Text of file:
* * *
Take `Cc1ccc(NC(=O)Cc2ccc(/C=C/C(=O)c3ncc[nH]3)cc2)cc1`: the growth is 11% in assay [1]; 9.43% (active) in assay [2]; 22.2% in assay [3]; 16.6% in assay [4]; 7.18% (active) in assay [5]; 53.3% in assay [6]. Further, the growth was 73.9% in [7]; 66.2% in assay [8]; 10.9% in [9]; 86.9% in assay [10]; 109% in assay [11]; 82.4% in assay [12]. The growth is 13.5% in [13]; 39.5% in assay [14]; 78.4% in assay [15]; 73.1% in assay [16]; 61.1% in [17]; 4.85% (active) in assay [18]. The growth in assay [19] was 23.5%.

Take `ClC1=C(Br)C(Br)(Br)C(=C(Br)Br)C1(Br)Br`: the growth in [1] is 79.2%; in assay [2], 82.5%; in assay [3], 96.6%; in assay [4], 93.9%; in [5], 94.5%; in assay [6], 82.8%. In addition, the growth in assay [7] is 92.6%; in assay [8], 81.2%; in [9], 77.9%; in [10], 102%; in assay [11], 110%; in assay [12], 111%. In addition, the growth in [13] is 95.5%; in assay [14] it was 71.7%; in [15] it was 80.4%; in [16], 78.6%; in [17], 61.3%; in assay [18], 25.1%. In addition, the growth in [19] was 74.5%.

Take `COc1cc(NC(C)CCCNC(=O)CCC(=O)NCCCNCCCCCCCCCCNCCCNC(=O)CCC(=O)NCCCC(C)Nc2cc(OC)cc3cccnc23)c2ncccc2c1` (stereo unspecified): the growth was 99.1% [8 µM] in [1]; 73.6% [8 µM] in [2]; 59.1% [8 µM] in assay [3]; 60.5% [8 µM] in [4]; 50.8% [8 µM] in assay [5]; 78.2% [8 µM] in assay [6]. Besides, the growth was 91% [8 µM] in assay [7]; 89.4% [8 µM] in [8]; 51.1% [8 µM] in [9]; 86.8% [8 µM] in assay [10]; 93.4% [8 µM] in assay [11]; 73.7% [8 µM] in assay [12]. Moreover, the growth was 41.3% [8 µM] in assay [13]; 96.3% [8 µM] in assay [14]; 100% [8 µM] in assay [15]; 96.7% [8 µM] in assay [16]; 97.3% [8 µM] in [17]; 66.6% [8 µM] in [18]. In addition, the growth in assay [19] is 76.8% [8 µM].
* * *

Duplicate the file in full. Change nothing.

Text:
Take `Cc1ccc(NC(=O)Cc2ccc(/C=C/C(=O)c3ncc[nH]3)cc2)cc1`: the growth is 11% in assay [1]; 9.43% (active) in assay [2]; 22.2% in assay [3]; 16.6% in assay [4]; 7.18% (active) in assay [5]; 53.3% in assay [6]. Further, the growth was 73.9% in [7]; 66.2% in assay [8]; 10.9% in [9]; 86.9% in assay [10]; 109% in assay [11]; 82.4% in assay [12]. The growth is 13.5% in [13]; 39.5% in assay [14]; 78.4% in assay [15]; 73.1% in assay [16]; 61.1% in [17]; 4.85% (active) in assay [18]. The growth in assay [19] was 23.5%.

Take `ClC1=C(Br)C(Br)(Br)C(=C(Br)Br)C1(Br)Br`: the growth in [1] is 79.2%; in assay [2], 82.5%; in assay [3], 96.6%; in assay [4], 93.9%; in [5], 94.5%; in assay [6], 82.8%. In addition, the growth in assay [7] is 92.6%; in assay [8], 81.2%; in [9], 77.9%; in [10], 102%; in assay [11], 110%; in assay [12], 111%. In addition, the growth in [13] is 95.5%; in assay [14] it was 71.7%; in [15] it was 80.4%; in [16], 78.6%; in [17], 61.3%; in assay [18], 25.1%. In addition, the growth in [19] was 74.5%.

Take `COc1cc(NC(C)CCCNC(=O)CCC(=O)NCCCNCCCCCCCCCCNCCCNC(=O)CCC(=O)NCCCC(C)Nc2cc(OC)cc3cccnc23)c2ncccc2c1` (stereo unspecified): the growth was 99.1% [8 µM] in [1]; 73.6% [8 µM] in [2]; 59.1% [8 µM] in assay [3]; 60.5% [8 µM] in [4]; 50.8% [8 µM] in assay [5]; 78.2% [8 µM] in assay [6]. Besides, the growth was 91% [8 µM] in assay [7]; 89.4% [8 µM] in [8]; 51.1% [8 µM] in [9]; 86.8% [8 µM] in assay [10]; 93.4% [8 µM] in assay [11]; 73.7% [8 µM] in assay [12]. Moreover, the growth was 41.3% [8 µM] in assay [13]; 96.3% [8 µM] in assay [14]; 100% [8 µM] in assay [15]; 96.7% [8 µM] in assay [16]; 97.3% [8 µM] in [17]; 66.6% [8 µM] in [18]. In addition, the growth in assay [19] is 76.8% [8 µM].